Nissan will be lining up two FIA GT3-spec GT-Rs on the start line of the 2015 Pirelli World Challenge at the Circuit of the Americas March 6-8, sponsored by Always Evolving, Replay XD cameras, and Nismo.
Nissan's reality show/motorsports program, GT Academy, is set to return to Spike TV for its fourth season on Friday, and in anticipation, the Nismo team has issued a new video that gives some of its fans a taste of the racing lifestyle.
The path to become a racing driver is a difficult one. It requires starting early, with karts, and then building up through the years and if you're really, really good (and really, really lucky), a team will notice you and sign you up. Or, you know, you could just become really good at Gran Turismo, and beat out other like-minded fanatics for a seat in the GT Academy.
The last time we saw a real racing driver pitted against a professional gamer, Viagame threw one of each in a Renault Megane RS and the contest was staged as the pro driver navigated the Circuit de Catalunya in Barcelona. That could be seen as a handicap for the gamer, since he's got to get his drive on while dealing with all sorts of unfamiliar G-force sensations that are out of time with what he's doing. Even so, the gamer won.
Just a few days ago, Polyphony Digital released a new downloadable title, called Nissan GT Academy 2013. The game is "powered by" Gran Turismo 6, meaning that the short demo is really our first look (at least outside of the E3 show floor) at the real driving simulator before the full game goes on sale this coming winter.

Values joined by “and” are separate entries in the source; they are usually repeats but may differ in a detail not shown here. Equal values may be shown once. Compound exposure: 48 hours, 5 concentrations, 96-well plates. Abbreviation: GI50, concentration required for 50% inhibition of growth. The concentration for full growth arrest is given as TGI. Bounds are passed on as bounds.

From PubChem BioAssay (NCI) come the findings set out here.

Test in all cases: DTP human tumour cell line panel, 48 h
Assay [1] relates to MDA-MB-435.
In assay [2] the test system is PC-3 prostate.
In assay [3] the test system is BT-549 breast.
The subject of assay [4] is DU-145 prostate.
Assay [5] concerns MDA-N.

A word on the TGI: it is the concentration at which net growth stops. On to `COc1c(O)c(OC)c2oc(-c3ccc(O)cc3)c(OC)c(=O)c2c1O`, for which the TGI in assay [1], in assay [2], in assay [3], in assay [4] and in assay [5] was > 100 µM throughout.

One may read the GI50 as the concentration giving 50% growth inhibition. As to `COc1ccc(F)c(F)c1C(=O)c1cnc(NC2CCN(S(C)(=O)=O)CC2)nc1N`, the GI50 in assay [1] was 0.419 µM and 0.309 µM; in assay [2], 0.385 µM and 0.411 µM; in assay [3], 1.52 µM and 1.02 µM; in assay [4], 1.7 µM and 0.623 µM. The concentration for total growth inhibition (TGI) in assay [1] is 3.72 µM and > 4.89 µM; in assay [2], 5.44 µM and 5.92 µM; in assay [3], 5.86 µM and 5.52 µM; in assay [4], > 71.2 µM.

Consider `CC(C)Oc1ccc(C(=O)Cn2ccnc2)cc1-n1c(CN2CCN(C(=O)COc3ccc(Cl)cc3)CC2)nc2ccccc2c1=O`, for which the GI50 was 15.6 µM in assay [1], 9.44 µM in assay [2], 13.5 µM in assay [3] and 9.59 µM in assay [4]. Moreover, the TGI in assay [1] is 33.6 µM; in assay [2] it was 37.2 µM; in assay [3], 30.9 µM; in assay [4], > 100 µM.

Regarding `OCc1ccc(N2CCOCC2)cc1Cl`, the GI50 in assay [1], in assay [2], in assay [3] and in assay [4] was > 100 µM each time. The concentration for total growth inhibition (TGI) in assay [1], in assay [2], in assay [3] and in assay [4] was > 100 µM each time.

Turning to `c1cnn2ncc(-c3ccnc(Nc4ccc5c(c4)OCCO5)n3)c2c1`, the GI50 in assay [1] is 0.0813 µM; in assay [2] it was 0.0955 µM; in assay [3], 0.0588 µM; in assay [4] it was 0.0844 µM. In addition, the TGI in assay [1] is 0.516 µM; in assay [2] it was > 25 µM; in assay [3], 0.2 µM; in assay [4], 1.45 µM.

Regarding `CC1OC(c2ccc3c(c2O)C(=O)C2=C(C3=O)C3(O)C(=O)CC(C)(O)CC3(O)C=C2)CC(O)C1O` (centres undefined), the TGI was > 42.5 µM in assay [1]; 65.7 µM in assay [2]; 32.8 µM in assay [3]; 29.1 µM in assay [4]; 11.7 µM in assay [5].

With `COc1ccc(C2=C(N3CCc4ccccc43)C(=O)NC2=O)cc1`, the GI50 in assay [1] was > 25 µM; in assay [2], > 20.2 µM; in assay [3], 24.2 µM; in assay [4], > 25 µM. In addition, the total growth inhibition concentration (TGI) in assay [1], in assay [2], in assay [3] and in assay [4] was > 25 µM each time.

The Gran Turismo video racing simulator franchise is four years into its tie-up with Nissan that created Gran Turismo: The Academy. One might have thought taking third-in-class at the 24 Hours of Dubai would have been enough, but no, there's more, and it's called Gran Turismo 5: GT Academy Edition.
Nissan and Polyphony Digital, the studio behind the Grand Turismo franchise, have made a habit of giving gamers a shot at becoming professional race drivers through the GT Academy. Players from all over the world compete virtually for a chance to put down the controller, lace up their driving shoes and compete head-to-head in a variety of real-world challenges. Last year, Bryan Heitkotter won the first-ever U.S. GT Academy, thereby joining the ranks of former winners like Lucas Ordonez, Jordan T